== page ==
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Are Delticom AG’s (ETR:DEX) Interest Costs Too High?

Jenifer Prater

While small-cap stocks, such as Delticom AG (ETR:DEX) with its market cap of €110.43m, are popular for their explosive growth, investors should also be aware of their balance sheet to judge whether the company can survive a downturn. Online Retail businesses operating in the environment facing headwinds from current disruption, even ones that are profitable, are inclined towards being higher risk. So, understanding the company’s financial health becomes vital. I believe these basic checks tell most of the story you need to know. However, this commentary is still very high-level, so I suggest you dig deeper yourself into DEX here.

How does DEX’s operating cash flow stack up against its debt?

DEX’s debt levels have fallen from €19.89m to €15.32m over the last 12 months , which is made up of current and long term debt. With this debt payback, DEX’s cash and short-term investments stands at €3.88m , ready to deploy into the business. Additionally, DEX has produced cash from operations of €15.38m during the same period of time, leading to an operating cash to total debt ratio of 100.41%, signalling that DEX’s debt is appropriately covered by operating cash. This ratio can also be interpreted as a measure of efficiency as an alternative to return on assets. In DEX’s case, it is able to generate 1x cash from its debt capital.

Can DEX meet its short-term obligations with the cash in hand?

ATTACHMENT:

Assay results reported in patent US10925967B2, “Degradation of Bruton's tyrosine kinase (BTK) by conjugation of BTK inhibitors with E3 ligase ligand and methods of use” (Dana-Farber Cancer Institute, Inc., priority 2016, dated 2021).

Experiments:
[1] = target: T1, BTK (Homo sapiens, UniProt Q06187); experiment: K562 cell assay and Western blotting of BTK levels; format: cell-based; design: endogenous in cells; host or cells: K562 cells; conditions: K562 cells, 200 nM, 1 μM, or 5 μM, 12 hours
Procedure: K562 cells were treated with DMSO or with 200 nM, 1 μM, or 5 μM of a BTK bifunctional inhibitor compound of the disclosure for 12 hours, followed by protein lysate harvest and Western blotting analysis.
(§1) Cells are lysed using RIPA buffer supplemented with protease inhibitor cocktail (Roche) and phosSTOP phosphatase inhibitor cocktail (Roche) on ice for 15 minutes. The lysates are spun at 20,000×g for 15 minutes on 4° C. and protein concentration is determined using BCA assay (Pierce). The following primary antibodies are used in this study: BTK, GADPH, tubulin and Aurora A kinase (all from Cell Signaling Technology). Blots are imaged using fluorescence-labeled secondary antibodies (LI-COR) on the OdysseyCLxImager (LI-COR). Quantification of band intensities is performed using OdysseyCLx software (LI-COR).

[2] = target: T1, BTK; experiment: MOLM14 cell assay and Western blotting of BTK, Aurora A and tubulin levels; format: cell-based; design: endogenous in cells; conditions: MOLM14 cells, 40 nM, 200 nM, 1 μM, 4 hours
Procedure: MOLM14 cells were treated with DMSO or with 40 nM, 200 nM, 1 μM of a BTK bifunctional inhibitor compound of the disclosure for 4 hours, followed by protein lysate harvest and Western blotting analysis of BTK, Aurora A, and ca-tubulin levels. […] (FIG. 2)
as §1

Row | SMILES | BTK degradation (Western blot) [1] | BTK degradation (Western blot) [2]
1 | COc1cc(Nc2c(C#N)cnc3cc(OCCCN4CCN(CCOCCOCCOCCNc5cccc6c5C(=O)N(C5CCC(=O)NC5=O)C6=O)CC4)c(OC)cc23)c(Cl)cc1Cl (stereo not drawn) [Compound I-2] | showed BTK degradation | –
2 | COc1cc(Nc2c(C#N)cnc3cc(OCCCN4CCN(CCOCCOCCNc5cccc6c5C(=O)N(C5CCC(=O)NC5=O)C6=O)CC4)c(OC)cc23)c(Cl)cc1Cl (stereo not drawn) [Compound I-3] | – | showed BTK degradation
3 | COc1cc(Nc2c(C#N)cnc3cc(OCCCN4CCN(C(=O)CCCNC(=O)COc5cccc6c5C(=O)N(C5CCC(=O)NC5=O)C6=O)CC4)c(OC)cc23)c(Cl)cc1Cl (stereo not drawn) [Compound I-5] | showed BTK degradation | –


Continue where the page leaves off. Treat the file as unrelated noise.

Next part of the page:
Looking at DEX’s most recent €140.41m liabilities, the company is not able to meet these obligations given the level of current assets of €122.99m, with a current ratio of 0.88x below the prudent level of 3x.

XTRA:DEX Historical Debt August 14th 18

Does DEX face the risk of succumbing to its debt-load?

DEX’s level of debt is appropriate relative to its total equity, at 28.94%. DEX is not taking on too much debt commitment, which can be restrictive and risky for equity-holders. We can check to see whether DEX is able to meet its debt obligations by looking at the net interest coverage ratio. A company generating earnings before interest and tax (EBIT) at least three times its net interest payments is considered financially sound. In DEX’s, case, the ratio of 7.89x suggests that interest is appropriately covered, which means that lenders may be less hesitant to lend out more funding as DEX’s high interest coverage is seen as responsible and safe practice.

Next Steps:

DEX’s high cash coverage and appropriate debt levels indicate its ability to utilise its borrowings efficiently in order to generate ample cash flow. Though its low liquidity raises concerns over whether current asset management practices are properly implemented for the small-cap. I admit this is a fairly basic analysis for DEX’s financial health. Other important fundamentals need to be considered alongside. You should continue to research Delticom to get a more holistic view of the stock by looking at:

  1. Future Outlook: What are well-informed industry analysts predicting for DEX’s future growth? Take a look at our free research report of analyst consensus for DEX’s outlook.
  2. Valuation: What is DEX worth today? Is the stock undervalued, even when its growth outlook is factored into its intrinsic value? The intrinsic value infographic in our free research report helps visualize whether DEX is currently mispriced by the market.
  3. Other High-Performing Stocks: Are there other stocks that provide better prospects with proven track records? Explore our free list of these great stocks here.

To help readers see past the short term volatility of the financial market, we aim to bring you a long-term focused research analysis purely driven by fundamental data. Note that our analysis does not factor in the latest price-sensitive company announcements.

The author is an independent contributor and at the time of publication had no position in the stocks mentioned. For errors that warrant correction please contact the editor at editorial-team@simplywallst.com.